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About the Author

Thomas Mallon, author of "In Fact", is a frequent contributor to many magazines & journals. His column, "Doubting Thomas" ran for six years in GQ. His novels Dewey Defeats Truman & Henry & Clara were New York Times Notable Books. A recipient of Guggenheim & Rockefeller fellowships, he lives in mostrar mais Westport, Connecticut. (Bowker Author Biography) mostrar menos

Includes the name: Thomas Mallon

Image credit: Thomas Mallon at the 2012 National Book Festival By Slowking4 - Own work, GFDL 1.2, https://commons.wikimedia.org/w/index.php?curid=21582370

Obras de Thomas Mallon

Associated Works

Tarzan of the Apes (1914) — Introdução, algumas edições4,899 cópias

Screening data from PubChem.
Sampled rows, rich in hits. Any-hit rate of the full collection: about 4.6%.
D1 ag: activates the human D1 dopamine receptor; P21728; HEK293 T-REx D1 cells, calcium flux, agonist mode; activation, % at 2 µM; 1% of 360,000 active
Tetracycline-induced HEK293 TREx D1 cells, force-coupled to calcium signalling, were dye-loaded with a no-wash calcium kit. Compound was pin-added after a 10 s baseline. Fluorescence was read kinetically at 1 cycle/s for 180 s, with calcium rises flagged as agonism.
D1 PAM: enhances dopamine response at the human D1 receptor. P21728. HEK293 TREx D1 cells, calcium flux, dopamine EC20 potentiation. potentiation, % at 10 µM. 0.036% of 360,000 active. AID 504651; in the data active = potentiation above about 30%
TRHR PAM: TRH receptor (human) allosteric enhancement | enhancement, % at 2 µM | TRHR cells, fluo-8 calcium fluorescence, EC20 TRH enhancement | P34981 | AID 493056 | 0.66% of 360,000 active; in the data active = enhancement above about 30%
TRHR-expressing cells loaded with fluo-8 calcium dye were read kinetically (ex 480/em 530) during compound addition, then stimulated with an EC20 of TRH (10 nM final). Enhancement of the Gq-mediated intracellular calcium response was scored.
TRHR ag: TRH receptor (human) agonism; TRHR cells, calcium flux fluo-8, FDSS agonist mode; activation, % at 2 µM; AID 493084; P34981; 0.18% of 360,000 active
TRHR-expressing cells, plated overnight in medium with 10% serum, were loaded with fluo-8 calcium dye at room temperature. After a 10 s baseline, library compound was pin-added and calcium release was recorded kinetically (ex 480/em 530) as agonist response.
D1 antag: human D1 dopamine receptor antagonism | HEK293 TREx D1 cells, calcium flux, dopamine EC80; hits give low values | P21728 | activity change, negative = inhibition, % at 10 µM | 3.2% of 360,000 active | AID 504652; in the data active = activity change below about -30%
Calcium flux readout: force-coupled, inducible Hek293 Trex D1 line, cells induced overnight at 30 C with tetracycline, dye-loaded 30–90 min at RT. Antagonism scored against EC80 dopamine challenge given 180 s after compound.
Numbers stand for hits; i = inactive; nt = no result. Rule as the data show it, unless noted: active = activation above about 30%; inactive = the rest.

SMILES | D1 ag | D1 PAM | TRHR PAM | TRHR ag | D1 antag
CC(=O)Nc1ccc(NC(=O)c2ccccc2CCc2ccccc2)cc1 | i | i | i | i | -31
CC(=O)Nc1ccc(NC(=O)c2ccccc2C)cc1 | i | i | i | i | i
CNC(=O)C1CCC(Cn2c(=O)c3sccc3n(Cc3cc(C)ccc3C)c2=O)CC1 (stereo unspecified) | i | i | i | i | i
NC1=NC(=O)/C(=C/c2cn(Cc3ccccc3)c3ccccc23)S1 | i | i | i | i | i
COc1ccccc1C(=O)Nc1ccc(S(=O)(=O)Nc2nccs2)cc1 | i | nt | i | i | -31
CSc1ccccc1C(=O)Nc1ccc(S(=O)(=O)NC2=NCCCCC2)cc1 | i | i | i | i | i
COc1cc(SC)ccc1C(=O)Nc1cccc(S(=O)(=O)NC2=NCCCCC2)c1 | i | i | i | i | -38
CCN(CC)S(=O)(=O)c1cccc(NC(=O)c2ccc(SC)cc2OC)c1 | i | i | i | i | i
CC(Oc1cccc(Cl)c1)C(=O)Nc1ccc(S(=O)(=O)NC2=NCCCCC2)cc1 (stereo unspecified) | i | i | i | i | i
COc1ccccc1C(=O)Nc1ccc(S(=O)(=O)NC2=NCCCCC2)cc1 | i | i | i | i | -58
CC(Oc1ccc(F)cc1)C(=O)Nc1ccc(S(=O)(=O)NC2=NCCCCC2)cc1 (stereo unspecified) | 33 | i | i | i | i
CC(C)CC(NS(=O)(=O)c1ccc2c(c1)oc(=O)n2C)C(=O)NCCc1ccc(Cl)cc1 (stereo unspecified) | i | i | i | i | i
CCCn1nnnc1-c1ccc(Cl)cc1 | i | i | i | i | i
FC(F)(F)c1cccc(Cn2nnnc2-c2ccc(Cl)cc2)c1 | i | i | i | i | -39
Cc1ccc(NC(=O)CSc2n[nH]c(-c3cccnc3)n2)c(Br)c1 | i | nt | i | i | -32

Main Street (1920) — Introdução, algumas edições4,121 cópias
The Missionary Position: Mother Teresa in Theory and Practice (1995) — Prefácio, algumas edições956 cópias
The Underworld U.S.A. Trilogy, Volume I: American Tabloid; The Cold Six Thousand (2019) — Introdução, algumas edições50 cópias
Pal Joey: The Novel and The Libretto and Lyrics (2016) — Prefácio, algumas edições35 cópias


Conhecimento Comum



The book follows a years-long romance between Tim, an emotional and unsteady young writer, and Hawkins, an older man with an established career. The men showcase two extremes of temperament, with Tim unable to hide his obsession and Hawkins unwilling to indulge him. Each is acutely aware of the risk their affair poses to their social and professional lives.
Both men live and work in Washington D.C. during the McCarthy era. For those uninclined to US politics: A 1950s political era defined by the policy and career of Joe McCarthy, a congressman who dedicated his career to eradicating communists (and homosexuals) from American life. People were routinely investigated and ejected from work, school and polite society based on the smallest suspicion. Homosexuality was illegal at this time.